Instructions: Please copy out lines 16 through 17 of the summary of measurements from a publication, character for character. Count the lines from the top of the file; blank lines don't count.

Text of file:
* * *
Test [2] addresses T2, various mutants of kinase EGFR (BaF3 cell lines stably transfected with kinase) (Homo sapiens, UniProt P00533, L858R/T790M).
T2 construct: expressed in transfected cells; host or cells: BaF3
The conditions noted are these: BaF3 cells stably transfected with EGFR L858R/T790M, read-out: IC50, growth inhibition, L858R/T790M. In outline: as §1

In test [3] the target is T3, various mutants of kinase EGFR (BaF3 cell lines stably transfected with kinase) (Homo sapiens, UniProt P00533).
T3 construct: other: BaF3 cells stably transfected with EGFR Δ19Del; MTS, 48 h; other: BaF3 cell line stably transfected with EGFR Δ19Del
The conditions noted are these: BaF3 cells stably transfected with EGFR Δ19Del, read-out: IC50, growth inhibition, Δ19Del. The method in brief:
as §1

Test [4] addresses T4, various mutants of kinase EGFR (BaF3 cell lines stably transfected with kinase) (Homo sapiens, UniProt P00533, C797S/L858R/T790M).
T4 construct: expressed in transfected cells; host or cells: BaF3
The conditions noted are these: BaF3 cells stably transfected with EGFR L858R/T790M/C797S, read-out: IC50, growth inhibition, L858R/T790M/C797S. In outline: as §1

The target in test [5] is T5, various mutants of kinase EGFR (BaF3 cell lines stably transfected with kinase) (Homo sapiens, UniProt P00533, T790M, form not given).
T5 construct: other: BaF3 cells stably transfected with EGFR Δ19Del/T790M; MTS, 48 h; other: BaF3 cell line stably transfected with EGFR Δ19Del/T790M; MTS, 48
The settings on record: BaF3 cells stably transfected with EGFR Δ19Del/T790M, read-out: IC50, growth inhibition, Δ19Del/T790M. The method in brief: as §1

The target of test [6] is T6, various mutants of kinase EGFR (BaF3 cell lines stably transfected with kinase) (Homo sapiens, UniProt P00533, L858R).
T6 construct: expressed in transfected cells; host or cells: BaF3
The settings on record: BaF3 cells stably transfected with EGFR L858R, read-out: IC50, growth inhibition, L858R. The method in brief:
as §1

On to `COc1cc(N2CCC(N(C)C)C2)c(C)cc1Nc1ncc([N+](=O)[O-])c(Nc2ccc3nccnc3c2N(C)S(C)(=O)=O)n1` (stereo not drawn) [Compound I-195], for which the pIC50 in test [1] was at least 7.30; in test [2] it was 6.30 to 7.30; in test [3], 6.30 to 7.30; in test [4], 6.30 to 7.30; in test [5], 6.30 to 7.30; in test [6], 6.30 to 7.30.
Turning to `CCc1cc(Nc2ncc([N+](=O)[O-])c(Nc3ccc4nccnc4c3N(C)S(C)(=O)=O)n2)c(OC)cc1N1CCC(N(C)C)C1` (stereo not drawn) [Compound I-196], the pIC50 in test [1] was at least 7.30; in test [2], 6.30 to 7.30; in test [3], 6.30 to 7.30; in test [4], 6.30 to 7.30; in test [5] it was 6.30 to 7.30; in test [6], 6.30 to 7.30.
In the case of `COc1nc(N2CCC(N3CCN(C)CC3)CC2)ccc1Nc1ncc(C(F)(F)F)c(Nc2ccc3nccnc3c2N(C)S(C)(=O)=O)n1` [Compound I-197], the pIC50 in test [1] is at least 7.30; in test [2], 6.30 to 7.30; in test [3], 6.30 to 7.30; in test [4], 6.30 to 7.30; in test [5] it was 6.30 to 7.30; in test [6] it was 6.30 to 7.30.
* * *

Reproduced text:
The settings on record: BaF3 cells stably transfected with EGFR L858R, read-out: IC50, growth inhibition, L858R. The method in brief:
as §1